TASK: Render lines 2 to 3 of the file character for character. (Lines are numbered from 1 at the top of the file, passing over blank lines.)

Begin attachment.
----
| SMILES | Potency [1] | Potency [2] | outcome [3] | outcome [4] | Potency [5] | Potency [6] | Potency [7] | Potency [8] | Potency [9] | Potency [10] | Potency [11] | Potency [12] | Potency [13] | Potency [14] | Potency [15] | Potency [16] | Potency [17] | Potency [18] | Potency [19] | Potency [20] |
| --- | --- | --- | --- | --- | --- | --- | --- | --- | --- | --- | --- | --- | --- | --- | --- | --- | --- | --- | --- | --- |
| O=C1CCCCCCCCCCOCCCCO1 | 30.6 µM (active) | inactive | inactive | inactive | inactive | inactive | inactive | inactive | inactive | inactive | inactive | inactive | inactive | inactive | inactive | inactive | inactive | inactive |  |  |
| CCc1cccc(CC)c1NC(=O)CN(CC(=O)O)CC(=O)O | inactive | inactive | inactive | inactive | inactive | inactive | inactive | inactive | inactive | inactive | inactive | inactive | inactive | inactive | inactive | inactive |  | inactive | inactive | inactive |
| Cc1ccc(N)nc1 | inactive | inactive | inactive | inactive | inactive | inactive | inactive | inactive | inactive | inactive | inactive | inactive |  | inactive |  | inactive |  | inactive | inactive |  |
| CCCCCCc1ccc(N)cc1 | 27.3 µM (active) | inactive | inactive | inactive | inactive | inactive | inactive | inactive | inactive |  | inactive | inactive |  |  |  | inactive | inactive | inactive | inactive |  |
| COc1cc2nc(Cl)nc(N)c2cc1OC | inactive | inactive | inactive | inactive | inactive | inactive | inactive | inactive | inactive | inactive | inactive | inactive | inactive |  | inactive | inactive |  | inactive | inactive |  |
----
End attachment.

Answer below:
| --- | --- | --- | --- | --- | --- | --- | --- | --- | --- | --- | --- | --- | --- | --- | --- | --- | --- | --- | --- | --- |
| O=C1CCCCCCCCCCOCCCCO1 | 30.6 µM (active) | inactive | inactive | inactive | inactive | inactive | inactive | inactive | inactive | inactive | inactive | inactive | inactive | inactive | inactive | inactive | inactive | inactive |  |  |